Should You Migrate Your Developer Portal To Drupal 8?

By Kimi Mahajan Jun 23, 2019
Should You Migrate Your Developer Portal To Drupal 8?
Should You Migrate Your Developer Portal To Drupal 8?

Apigee recently announced that it will end its sponsored hosting for Drupal 7-based portals from May 31, 2020. The existing customers who wish to remain on Drupal 7 based developer portals need to assume hosting responsibility. Alternatively, they can either migrate to Drupal 8 or move to Apigee's integrated portal.

Those who wish to stick to Drupal 7 developer portals might possibly face challenges. While Drupal remains as one of the most secure content management system (CMS), there is still a need to actively consider migrating your dev portal to Drupal 8.

Here's why.

Drupal 7 End-of-Life is Near

The developer portal is essentially a CMS, in case of APIGEE, based on Drupal. As the backend CMS, Drupal provides a core set of features in the form of modules that make it easy for you to build the content, as well as manage websites.

Developer portals orchestrate the API ecosystem which helps developers and external partners to quickly and securely gain access to the tools and information they need to explore, test, & consume APIs.

APIGEE supports several developer portal solutions, ranging from simple turn-key to fully customizable and extensible, with most of them built on Drupal 7. However, with community focus shifting to Drupal 9 release and end-of-life approaching for Drupal 7 (November 2021), among other circumstances, APIGEE will no longer be supporting the D7 developer portals.

With APIGEE support ending in May 2020, Drupal 7 developer portals will face some serious security challenges.

Drupal 7 Can Put your Developer Portal at Risk

While Drupal has sophisticated security features, no Drupal implementation works in isolation. If you want to secure your digital property from all possible threats, you needs to follow best practices to ensure that its secure both in itself, and in its interactions with all other systems.

And one of the most important ways to do that is keeping the core updated.

If you fall way behind the latest update, you are opening yourself up to vulnerabilities. Here's a closer look at how Drupal 7 can put your developer portal at risk.

1. Doesn’t prevent cross-site scripting

Cross-site scripting (XSS) is a class of code vulnerabilities that allows code to be executed inside your browser without your consent or knowledge. XSS exploits are commonly performed with JavaScript, but Flash, Java, and other similar web programming technologies have been used.

It is one of the most frequent security vulnerabilities that a site owner should be aware of. It can be introduced in custom themes and custom-and-contributed modules. A poorly configured site can allow a malicious visitor to use XSS to change a user's password.

Out of the box, Drupal 7 isn’t very effective to identify and fix XSS vulnerabilities.

In Drupal 7, elements like Drupal variables or Ctools exportables are represented as PHP code. This use of PHP input format in the core exposes possible code execution to vulnerability.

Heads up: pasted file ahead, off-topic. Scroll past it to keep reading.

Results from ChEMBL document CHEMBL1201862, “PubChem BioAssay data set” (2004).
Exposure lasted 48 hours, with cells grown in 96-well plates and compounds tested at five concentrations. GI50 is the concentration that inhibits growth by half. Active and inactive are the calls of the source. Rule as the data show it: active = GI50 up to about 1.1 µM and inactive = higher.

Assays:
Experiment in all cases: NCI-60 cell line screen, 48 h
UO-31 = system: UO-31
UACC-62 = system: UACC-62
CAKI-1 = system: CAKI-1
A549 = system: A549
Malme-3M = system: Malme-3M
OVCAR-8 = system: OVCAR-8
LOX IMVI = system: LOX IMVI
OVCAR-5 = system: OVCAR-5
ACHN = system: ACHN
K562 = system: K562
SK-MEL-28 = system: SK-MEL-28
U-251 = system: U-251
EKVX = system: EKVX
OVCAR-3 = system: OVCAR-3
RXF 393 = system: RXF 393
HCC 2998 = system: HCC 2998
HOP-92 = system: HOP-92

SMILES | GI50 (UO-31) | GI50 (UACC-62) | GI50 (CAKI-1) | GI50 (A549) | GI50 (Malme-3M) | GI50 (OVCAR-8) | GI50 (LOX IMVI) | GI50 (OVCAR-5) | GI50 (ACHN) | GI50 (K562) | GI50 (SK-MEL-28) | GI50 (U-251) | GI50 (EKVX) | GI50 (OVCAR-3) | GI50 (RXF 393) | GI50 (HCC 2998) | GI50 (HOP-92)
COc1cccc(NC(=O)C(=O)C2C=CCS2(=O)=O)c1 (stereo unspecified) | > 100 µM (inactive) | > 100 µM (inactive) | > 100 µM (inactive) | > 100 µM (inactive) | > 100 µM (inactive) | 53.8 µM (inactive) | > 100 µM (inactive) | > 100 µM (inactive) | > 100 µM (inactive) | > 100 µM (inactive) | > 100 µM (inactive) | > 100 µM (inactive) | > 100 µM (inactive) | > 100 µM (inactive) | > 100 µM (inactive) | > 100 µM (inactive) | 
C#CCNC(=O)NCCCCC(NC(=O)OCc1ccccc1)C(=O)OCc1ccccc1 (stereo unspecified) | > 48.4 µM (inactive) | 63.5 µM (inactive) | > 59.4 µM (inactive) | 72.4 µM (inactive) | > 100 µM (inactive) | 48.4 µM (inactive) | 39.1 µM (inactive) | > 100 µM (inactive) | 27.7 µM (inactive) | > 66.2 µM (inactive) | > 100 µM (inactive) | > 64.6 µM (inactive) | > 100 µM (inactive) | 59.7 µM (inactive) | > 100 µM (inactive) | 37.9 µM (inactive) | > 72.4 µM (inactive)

Drupal 8, however, filters the PHP input format in the core, manages code in a revision control system like Git, and protects the code from any possible attack. Configuration Management Initiative uses YAML as the export and import format. YAML files are easy to manage together with your code and it is a best practice to check it into a revision control system.

2. Exposing session cookies

Drupal 7 stores the session ID and checks directly against the incoming session cookie from the browser. This poses a huge risk as the value from the database could populate the cookie in the browser assuming the session as well as the identity of any user who has had a valid session in the database.

On the other hand, Drupal 8 secures the session IDs against exposures via database backups or SQL injection, encourages serving your entire site via secure channel SSL and no longer strips the www from the session cookie domain.

3. No Automated CSRF token protection in route definitions

Cross-site request forgery (CSRF or XSRF) is a process where a request is made to a site which takes an action when the user did not intend to take that action.

GET requests with configuration change are not protected from CSRF in Drupal 7. This brings all the secure and unsecured requests under the scanner.  However, Drupal 8 makes it easy to specify a route (or system path) require a CSRF token.

4. No Clickjacking Protection

Drupal 7 cannot protect a site from click-jacking attacks wherein forms or links on the site are presented in a disguised fashion on an attacker's site inside an iframe. It cannot block the unauthorized re-use of site content via iframes too.

However, Drupal 8 does this easily by sending the X-Frame-Options: SAMEORIGIN header in all responses by default. This header is respected by most browsers and prevents the site from being served inside an iframe on another domain.

Should you Migrate your Developer Portal to Drupal 8?

When choosing a solution, you need to balance your customization requirements against the time and knowledge required to implement your portal. Migrating your developer portal to Drupal 8 will ensure that any investments you make will extend the security of your digital presence.

Have doubts around your API security or want to migrate to Drupal 8 developer portal? Get in touch with our experts. We provide a range of services around API designed with a strategy tailored to your success.

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